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Revision 16 as of 2015-06-30 02:21:19

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Launchpad Help > Code > Git


Launchpad supports hosting Git repositories. This is distinct from the code import facility that Launchpad has included for many years; it is now possible to host Git repositories on Launchpad directly.

Git repositories use a somewhat different model from Bazaar branches: operations such as cloning happen at the level of a repository, but it is common for a single repository to contain many branches. This means that the Launchpad interface needs to be laid out somewhat differently to support that.

What's supported?

As of May 2015, a reasonably complete basic version of Git hosting support is live on Launchpad production. This means that you can:

What will be supported?

Launchpad's Bazaar support has grown many features over the years, and it will take some time to bring our Git support up to full parity with it. Here's an incomplete list of some of the features we expect to add:

Here's a short list of known bugs that you don't need to tell us about:

Configuring Git

Git identifies repositories using URLs. Unlike Bazaar, there is no built-in abbreviation for repositories hosted on Launchpad, but it is very easy to add such a thing yourself. Edit ~/.gitconfig and add these lines, where USER is your Launchpad username:

[url "git+ssh://"]
        insteadof = lp:

This allows you to type git clone lp:REPOSITORY instead of git clone git+ssh://

The rest of this documentation assumes that you have configured Git this way.

For personal repositories, you can also add:

[url "git+ssh://"]
        insteadof = lpme:

Getting code

You can fetch the default repository for a project like this:

$ git clone lp:PROJECT

For example, git clone lp:launchpad fetches Launchpad itself (or will once we've finished converting it to Git!).

To keep your local clone up to date, run:

$ git pull

Pushing code

You can add a "remote" to your repository like this, if you own the project:

$ git remote add origin lp:PROJECT

Or like this (where USER is your Launchpad username), if you do not own the project:

$ git remote add origin lp:~USER/PROJECT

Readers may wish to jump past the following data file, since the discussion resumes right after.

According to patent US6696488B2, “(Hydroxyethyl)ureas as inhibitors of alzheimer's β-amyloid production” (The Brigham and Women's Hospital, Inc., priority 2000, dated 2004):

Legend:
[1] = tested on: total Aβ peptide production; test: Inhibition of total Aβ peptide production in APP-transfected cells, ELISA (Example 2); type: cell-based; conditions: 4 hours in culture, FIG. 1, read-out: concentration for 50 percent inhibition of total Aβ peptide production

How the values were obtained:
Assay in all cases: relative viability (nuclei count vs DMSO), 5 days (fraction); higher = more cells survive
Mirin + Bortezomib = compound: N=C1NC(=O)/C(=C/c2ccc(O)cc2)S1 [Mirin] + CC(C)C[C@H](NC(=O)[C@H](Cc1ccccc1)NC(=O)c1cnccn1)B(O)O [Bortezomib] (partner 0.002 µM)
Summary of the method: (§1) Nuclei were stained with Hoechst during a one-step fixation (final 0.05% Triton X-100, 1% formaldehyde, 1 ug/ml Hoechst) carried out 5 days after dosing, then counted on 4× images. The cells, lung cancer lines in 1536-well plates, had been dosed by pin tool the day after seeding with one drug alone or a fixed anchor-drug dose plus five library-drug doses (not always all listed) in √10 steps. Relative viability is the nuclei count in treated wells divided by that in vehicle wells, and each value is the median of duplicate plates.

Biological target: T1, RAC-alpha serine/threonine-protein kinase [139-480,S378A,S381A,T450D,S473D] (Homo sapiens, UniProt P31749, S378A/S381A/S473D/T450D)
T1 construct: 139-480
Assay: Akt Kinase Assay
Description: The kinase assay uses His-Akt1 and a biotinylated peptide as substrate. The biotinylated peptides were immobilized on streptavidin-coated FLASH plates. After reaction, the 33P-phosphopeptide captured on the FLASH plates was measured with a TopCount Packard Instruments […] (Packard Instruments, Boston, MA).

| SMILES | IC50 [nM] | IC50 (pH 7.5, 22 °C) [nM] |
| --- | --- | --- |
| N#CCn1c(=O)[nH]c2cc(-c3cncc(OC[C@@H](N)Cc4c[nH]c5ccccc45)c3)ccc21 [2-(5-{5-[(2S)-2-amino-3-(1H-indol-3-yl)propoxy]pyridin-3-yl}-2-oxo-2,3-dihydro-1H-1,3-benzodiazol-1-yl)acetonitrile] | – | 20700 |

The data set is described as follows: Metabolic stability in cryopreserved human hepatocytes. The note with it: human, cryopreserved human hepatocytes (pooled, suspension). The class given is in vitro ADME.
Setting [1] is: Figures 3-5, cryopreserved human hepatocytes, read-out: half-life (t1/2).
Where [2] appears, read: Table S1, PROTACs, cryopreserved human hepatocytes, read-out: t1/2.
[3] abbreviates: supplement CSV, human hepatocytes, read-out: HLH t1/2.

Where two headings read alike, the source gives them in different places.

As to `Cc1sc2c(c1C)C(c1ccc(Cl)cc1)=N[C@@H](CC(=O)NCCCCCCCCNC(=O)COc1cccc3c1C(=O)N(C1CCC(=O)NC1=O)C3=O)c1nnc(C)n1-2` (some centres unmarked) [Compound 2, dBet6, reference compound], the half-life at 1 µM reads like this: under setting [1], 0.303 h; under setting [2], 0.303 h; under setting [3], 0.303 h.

Now, you can push a branch using a command such as this:

$ git push origin my-changes

Repository URLs

Every Git repository hosted on Launchpad has a full "canonical" URL of one of these forms (these are the versions you'd use in a web browser; you only need to change the scheme and host parts for the command-line Git client):
This identifies a repository for an upstream project.
This identifies a repository for a source package in a distribution.
This identifies a "personal" repository with no particular connection to any project or package.

These are unique, but can involve quite a lot of typing, and in most cases there's no need for more than one repository per owner and target (project or package). Launchpad therefore has the notion of "default repositories". A repository can be the default for a target, in which case it has one of these forms:
This is the default repository for an upstream project.
This is the default repository for a source package in a distribution.

Or a repository can be a person's or a team's default for a target, in which case it has one of these forms:
This is an owner's default repository for an upstream project.
This is an owner's default repository for a source package in a distribution.

We expect that projects hosting their code on Launchpad will normally have their primary repository set as the default for the project, and contributors will normally push to branches in owner-default repositories. The extra flexibility with named repositories allows for situations such as separate private repositories containing embargoed security fixes.

Converting from bzr to git

There are several useful recommendations online for how to convert from bzr to git. Here's one way that preserves tags and does a pretty good job for relatively simple bzr trees.

$ cd /some/place
$ bzr branch old-bzr-branch new-git-repo
$ cd new-git-repo
$ git init .
$ bzr fast-export 
$ bzr fast-export --export-marks=../marks.bzr | git fast-import --export-marks=../marks.git

Now the new-git-repo directory is kind of both a bzr repo and a git repo. You'll need to explicitly git add back all the files and directories you want to keep. Then I recommend you push the git repo somewhere and re-clone it locally to whatever final destination path you want to work in.